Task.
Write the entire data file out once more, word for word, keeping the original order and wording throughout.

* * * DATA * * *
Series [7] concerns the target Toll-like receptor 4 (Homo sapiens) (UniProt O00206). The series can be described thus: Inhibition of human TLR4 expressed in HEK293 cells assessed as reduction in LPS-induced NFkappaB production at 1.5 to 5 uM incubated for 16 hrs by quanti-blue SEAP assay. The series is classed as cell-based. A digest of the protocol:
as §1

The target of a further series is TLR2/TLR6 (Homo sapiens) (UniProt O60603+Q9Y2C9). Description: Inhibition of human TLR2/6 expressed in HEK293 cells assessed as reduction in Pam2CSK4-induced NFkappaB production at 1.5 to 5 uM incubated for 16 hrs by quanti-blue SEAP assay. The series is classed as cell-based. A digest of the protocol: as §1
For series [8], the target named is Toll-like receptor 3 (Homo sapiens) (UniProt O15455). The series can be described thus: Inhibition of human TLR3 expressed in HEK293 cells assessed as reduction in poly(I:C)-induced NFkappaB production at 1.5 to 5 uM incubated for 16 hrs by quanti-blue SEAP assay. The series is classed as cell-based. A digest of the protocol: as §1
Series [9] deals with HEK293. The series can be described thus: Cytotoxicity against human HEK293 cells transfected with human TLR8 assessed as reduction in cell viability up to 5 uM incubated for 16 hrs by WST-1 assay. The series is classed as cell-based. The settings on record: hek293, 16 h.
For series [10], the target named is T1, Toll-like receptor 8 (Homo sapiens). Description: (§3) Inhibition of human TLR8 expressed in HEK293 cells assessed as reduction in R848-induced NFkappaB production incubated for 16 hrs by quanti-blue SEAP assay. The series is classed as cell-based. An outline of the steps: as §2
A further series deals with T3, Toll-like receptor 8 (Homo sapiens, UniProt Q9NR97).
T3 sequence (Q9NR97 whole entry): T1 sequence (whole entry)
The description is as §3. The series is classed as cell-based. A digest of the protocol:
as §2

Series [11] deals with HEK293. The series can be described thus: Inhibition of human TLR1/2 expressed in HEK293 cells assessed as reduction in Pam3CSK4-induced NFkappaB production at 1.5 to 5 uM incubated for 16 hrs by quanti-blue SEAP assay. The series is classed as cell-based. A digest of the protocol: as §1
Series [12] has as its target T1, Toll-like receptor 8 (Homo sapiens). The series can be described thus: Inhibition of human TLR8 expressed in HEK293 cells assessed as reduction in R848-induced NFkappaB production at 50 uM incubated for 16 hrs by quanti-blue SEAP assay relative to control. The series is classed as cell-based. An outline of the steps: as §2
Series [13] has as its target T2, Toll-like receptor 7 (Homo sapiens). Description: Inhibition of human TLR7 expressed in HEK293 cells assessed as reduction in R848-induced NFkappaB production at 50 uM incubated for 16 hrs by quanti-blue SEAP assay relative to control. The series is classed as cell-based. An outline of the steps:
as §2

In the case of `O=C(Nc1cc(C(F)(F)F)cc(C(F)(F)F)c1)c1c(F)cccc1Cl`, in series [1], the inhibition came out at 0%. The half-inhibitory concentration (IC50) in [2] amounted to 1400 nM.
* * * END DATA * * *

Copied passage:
Series [7] concerns the target Toll-like receptor 4 (Homo sapiens) (UniProt O00206). The series can be described thus: Inhibition of human TLR4 expressed in HEK293 cells assessed as reduction in LPS-induced NFkappaB production at 1.5 to 5 uM incubated for 16 hrs by quanti-blue SEAP assay. The series is classed as cell-based. A digest of the protocol:
as §1

The target of a further series is TLR2/TLR6 (Homo sapiens) (UniProt O60603+Q9Y2C9). Description: Inhibition of human TLR2/6 expressed in HEK293 cells assessed as reduction in Pam2CSK4-induced NFkappaB production at 1.5 to 5 uM incubated for 16 hrs by quanti-blue SEAP assay. The series is classed as cell-based. A digest of the protocol: as §1
For series [8], the target named is Toll-like receptor 3 (Homo sapiens) (UniProt O15455). The series can be described thus: Inhibition of human TLR3 expressed in HEK293 cells assessed as reduction in poly(I:C)-induced NFkappaB production at 1.5 to 5 uM incubated for 16 hrs by quanti-blue SEAP assay. The series is classed as cell-based. A digest of the protocol: as §1
Series [9] deals with HEK293. The series can be described thus: Cytotoxicity against human HEK293 cells transfected with human TLR8 assessed as reduction in cell viability up to 5 uM incubated for 16 hrs by WST-1 assay. The series is classed as cell-based. The settings on record: hek293, 16 h.
For series [10], the target named is T1, Toll-like receptor 8 (Homo sapiens). Description: (§3) Inhibition of human TLR8 expressed in HEK293 cells assessed as reduction in R848-induced NFkappaB production incubated for 16 hrs by quanti-blue SEAP assay. The series is classed as cell-based. An outline of the steps: as §2
A further series deals with T3, Toll-like receptor 8 (Homo sapiens, UniProt Q9NR97).
T3 sequence (Q9NR97 whole entry): T1 sequence (whole entry)
The description is as §3. The series is classed as cell-based. A digest of the protocol:
as §2

Series [11] deals with HEK293. The series can be described thus: Inhibition of human TLR1/2 expressed in HEK293 cells assessed as reduction in Pam3CSK4-induced NFkappaB production at 1.5 to 5 uM incubated for 16 hrs by quanti-blue SEAP assay. The series is classed as cell-based. A digest of the protocol: as §1
Series [12] has as its target T1, Toll-like receptor 8 (Homo sapiens). The series can be described thus: Inhibition of human TLR8 expressed in HEK293 cells assessed as reduction in R848-induced NFkappaB production at 50 uM incubated for 16 hrs by quanti-blue SEAP assay relative to control. The series is classed as cell-based. An outline of the steps: as §2
Series [13] has as its target T2, Toll-like receptor 7 (Homo sapiens). Description: Inhibition of human TLR7 expressed in HEK293 cells assessed as reduction in R848-induced NFkappaB production at 50 uM incubated for 16 hrs by quanti-blue SEAP assay relative to control. The series is classed as cell-based. An outline of the steps:
as §2

In the case of `O=C(Nc1cc(C(F)(F)F)cc(C(F)(F)F)c1)c1c(F)cccc1Cl`, in series [1], the inhibition came out at 0%. The half-inhibitory concentration (IC50) in [2] amounted to 1400 nM.